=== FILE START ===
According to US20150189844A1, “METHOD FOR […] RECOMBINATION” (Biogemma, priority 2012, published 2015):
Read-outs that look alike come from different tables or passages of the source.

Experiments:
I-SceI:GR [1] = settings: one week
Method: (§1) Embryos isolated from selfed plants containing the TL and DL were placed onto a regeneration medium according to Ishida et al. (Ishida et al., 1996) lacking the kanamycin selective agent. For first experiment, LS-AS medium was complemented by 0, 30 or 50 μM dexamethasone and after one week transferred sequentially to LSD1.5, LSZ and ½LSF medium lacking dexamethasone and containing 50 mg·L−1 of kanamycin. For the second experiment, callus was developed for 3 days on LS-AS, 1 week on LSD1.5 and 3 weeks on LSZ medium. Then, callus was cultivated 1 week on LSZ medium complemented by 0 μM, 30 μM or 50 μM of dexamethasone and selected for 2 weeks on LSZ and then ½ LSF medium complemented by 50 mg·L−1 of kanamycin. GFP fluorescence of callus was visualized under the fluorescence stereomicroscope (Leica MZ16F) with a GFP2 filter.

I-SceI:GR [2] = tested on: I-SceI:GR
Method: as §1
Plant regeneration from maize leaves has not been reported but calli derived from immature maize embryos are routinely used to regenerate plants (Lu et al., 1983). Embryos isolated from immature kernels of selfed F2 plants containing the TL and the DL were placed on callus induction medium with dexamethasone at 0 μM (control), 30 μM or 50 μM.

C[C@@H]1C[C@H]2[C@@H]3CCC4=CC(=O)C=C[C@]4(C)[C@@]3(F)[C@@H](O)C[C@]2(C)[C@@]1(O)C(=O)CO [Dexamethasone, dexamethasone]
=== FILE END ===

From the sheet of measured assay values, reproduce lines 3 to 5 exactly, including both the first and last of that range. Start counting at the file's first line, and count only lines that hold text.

Experiments:
I-SceI:GR [1] = settings: one week
Method: (§1) Embryos isolated from selfed plants containing the TL and DL were placed onto a regeneration medium according to Ishida et al. (Ishida et al., 1996) lacking the kanamycin selective agent. For first experiment, LS-AS medium was complemented by 0, 30 or 50 μM dexamethasone and after one week transferred sequentially to LSD1.5, LSZ and ½LSF medium lacking dexamethasone and containing 50 mg·L−1 of kanamycin. For the second experiment, callus was developed for 3 days on LS-AS, 1 week on LSD1.5 and 3 weeks on LSZ medium. Then, callus was cultivated 1 week on LSZ medium complemented by 0 μM, 30 μM or 50 μM of dexamethasone and selected for 2 weeks on LSZ and then ½ LSF medium complemented by 50 mg·L−1 of kanamycin. GFP fluorescence of callus was visualized under the fluorescence stereomicroscope (Leica MZ16F) with a GFP2 filter.